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  • Theater
  • Theater & Performance

When visitors head to a Broadway show next summer, they may want to consider getting there a few hours early. That way, they’ll be able to spend some time exploring the brand-new Museum of Broadway, the first-ever institution dedicated to the history of the Great White Way, that’s set to open on 45th St. next year. Described as an interactive and immersive experience, it’s certain to be an informative and entertaining peek behind the curtain!—Will Gleason

Two new openings from chef Melissa Rodriguez
Photograph: Courtesy Natalie Black

6. Two new openings from chef Melissa Rodriguez

In February, Melissa Rodriguez, Del Posto’s former executive chef, will open a new, sourdough-focused pizza place in Chelsea called Mel’s. Crown Shy/Saga’s Jeff Katz and James Kent are attached. Later in the year, she’ll return to the sweeping Del Posto space to open a new Italian fine dining restaurant called Al Coro.—AS

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Pantone Color of the Year at ARTECHOUSE
Photograph: Courtesy ARTECHOUSE

7. Pantone Color of the Year at ARTECHOUSE

This year's Pantone Color of the Year is Very Peri, which is blue with red undertones. The soft, almost purple-y color will show up next year across ad campaigns and in fashion, Pantone predicts. In fact, it'll be the subject of a new digital art show at Chelsea's ARTECHOUSE in the new year. The show will evoke the emotion and feel of the color and offer a customized cocktail menu from the gallery's newly opened XR Bar. We're excited to be awash in this calming color and see a new trippy art show to start our 2022 off right.—SW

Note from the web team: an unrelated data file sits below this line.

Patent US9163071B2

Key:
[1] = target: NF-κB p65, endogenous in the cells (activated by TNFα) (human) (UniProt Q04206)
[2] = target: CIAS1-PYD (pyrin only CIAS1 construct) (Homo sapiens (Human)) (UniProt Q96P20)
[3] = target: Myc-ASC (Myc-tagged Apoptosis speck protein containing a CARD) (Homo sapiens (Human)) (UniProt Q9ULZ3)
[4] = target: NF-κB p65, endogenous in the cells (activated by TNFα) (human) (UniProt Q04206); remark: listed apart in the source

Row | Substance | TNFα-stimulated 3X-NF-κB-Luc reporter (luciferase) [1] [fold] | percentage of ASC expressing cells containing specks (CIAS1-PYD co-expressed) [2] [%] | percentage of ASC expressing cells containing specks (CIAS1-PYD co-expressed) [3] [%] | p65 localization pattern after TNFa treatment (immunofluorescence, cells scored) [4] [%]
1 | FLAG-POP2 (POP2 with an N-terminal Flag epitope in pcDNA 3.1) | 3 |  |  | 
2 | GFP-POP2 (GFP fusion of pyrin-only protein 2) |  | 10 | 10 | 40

The one-and-only Elton John embarked on what he announced to be his final tour back in 2018. Consisting of over 300 shows worldwide and scheduled to last three years, the Farewell Yellow Brick Road tour (a nod to his 1973 album Goodbye Yellow Brick Road) came to a halt first given the COVID-19 pandemic and then following a hip injury sustained by the artist. But, as they say, the show must go on. John is scheduled to return to New York in 2022, heading to Madison Square Garden in Manhattan in February and then taking the stage at the Barclays Center in March. It is truly a once-in-a-lifetime experience to see John live, which makes his final shows that much more important to catch.—AR

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One of New York’s biggest art events, the Whitney Biennial, generally takes place every two years but, after being postponed a year due to Covid, the massive cultural festival hasn’t taken place in the city since 2019. Now, America’s premier survey of contemporary art is coming back in a big way and will be held in the city’s Meatpacking District from April to August. The event also marks the 80th edition of the Biennial.—WG